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St Oswald's Way Route Map and Trail Guide

St Oswald's Way

Recalls the life of St Oswald who ruled and travelled the Northumbria region in the 7th century. 97 miles from Holy Island to Heavenfield.

Season: 14 March - 17 October 2020
Starting point: Holy Island
Finishing point: Heavenfield
Recommended for extra nights: Lindisfarne
Distance: 97 miles / 156km

St Oswald's Way Price Guide

Luggage Transfers
  • £9.50 per bag per move
  • Minimum £25 per booking
  • Minimum 2 bag for whole walk, max 20 kg per bag
  • £25 non-refundable deposit payable at checkout
  • 1 - 2 moves only, contact the office for pricing
Accommodation Booking
  • 1–7 nights £30 per person
  • 8–13 nights £40 per person
  • 14+ nights £45 per person
  • Accommodation booking fee to be paid at checkout
  • £25 non-refundable luggage deposit payable at checkout
  • You pay the hotels directly as you follow the trail

From Holy Island (Lindisfarne) in the north, St. Oswald’s Way follows the stunning Northumberland coast, before heading inland across beautiful countryside to Heavenfield and Hadrian’s Wall in the south. You will find castles, coastline, islands, scenic river valleys, hills, attractive villages, forest and farmland on your walk. St Oswald's Way links three important sites associated with St Oswald - Holy Island, Bamburgh and Heavenfield.

St Oswald's Way Route Map

Typical Itinerary

Lindisfarne to Bamburgh (19 miles / 30km)

The first section of St. Oswald’s Way is also the longest. From the start at Lindisfarne Priory on the historic and beautiful Holy Island, the Way heads towards the mainland via the causeway (when tides allow) and through the Lindisfarne National Nature Reserve. After reaching the mainland, the route heads south through Fenwick towards Kyloe Woods, with its surviving population of red squirrels. St. Oswald’s Way passes within a mile of the famous St. Cuthbert’s Cave, and along higher ground that gives lovely views of the coast, before reaching the village of Belford. The route then heads eastwards to Budle Bay and through stunning coastal scenery to the attractive village of Bamburgh, with its superb castle.

Bamburgh to Craster (14 miles / 23km)

Bamburgh was the site of King Oswald’s royal seat. It is now dominated by one of Northumberland’s most familiar landmarks, the magnificent Bamburgh Castle. From here, St. Oswald’s Way heads towards the popular seaside village of Seahouses, where boat trips to the nearby Farne Islands can be taken. The route then follows the coast southwards. When tides allow, it is possible to walk on the beach as an alternative at various points on this section. After this, The Way passes the ruins of another famous Northumbrian castle, Dunstanburgh, before arriving at the fishing village of Craster.

Craster to Warkworth (13.5 miles / 21.5km)

From the beautiful village of Craster, the St. Oswald’s Way continues down the coast. It passes the site of Northumberland’s earliest Stone Age settlement at Howick. As you head towards Alnmouth, the beach can be used as an alternative to the path on the shore. The route passes around the Aln Estuary before using paths through the coastal dunes with splendid views of Amble and Coquet Island. St. Oswald’s Way then meets the River Coquet for the first time at the historic village of Warkworth.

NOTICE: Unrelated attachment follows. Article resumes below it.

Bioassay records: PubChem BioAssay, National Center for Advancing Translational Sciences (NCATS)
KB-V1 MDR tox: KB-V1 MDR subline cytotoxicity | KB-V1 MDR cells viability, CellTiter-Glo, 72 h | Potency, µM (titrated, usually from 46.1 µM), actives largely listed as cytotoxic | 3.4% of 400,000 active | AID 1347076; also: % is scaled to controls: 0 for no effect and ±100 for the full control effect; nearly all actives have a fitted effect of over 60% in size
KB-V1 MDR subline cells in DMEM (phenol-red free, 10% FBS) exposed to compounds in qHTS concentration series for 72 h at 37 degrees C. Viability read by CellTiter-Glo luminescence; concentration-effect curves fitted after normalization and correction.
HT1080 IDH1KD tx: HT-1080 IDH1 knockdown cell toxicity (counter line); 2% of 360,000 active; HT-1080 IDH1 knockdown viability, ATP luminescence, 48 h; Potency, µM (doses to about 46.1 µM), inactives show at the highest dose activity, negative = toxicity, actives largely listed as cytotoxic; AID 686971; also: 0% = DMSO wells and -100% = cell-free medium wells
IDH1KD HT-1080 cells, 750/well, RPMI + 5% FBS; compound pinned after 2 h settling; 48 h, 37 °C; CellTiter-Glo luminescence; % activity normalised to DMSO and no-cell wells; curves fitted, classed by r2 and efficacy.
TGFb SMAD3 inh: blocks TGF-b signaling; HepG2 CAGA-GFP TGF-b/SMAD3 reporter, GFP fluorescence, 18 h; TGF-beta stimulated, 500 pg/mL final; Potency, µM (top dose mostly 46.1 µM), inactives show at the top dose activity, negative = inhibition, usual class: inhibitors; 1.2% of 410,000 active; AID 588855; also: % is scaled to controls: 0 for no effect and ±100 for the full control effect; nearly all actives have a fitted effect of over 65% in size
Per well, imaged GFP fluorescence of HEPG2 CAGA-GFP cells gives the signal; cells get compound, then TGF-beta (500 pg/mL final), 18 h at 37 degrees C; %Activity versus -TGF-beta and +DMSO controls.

Warkworth to Rothbury (18 miles / 29km)

Warkworth is a beautiful village set in a meander of the River Coquet beneath the imposing castle. From here, St. Oswald’s Way wanders up the scenic Coquet valley on one of the longest sections of the route. It passes through the village of Felton then through woodland and along riverside paths to Weldon Bridge. The route glimpses the Brinkburn Priory on the other side of the river, through attractive rolling farmland to reach Rothbury, “the Capital of Coquetdale”, set in superb Northumberland scenery.

Rothbury to Kirkwhelpington (15 miles / 24km)

St. Oswald’s Way leaves the River Coquet and heads southwards over remote but appealing country. The route enters Northumberland National Park and passes the remains of an Iron Age hill fort and rock carvings at Lordenshaws. The heather-clad moors of the Simonside Hills are crossed before reaching Harwood Forest. The route then crosses farmland to reach the settlement of Knowesgate where there is one accommodation and then to the scenic small village of Kirkwhelpington. If there are no accommodation options in Kirkwhelpington you can stay in the village of West Woodburn, approx. 3 miles further on from Rothbury.

Kirkwhelpington to Heavenfield (10.5 miles / 17km)

The final section runs southwards through picturesque rolling farmland. This part of the walk is fairly remote and includes interesting small settlements such as Great Bavington and Hallington before reaching the village of Great Whittington. South of Great Whittington, the route joins Hadrian’s Wall Path and runs westwards along the famous Roman frontier to the historic site of Heavenfield, the ‘end’ of St. Oswald’s Way. There is no public transport to Heavenfield and no suitable car parking, so continue walking along Hadrian’s Wall Path to the village of Wall, or head south into Hexham, approx 1 mile further along.

Getting to the area


There is a railway station in Berwick upon Tweed, from here there is a bus service to Holy Island which operates 01 April - 01 September. Otherwise you will need to take a taxi. At the end of your walk, likely to be staying in Wall or Chollerford. Regular buses run between Wall and Hexham. From Hexham you can catch buses to Newcastle along with a train service.


Edinburgh and Newcastle airports are your closest options. You can fly into London and catch a train to Edinburgh or Newcastle from where onward travel is by train.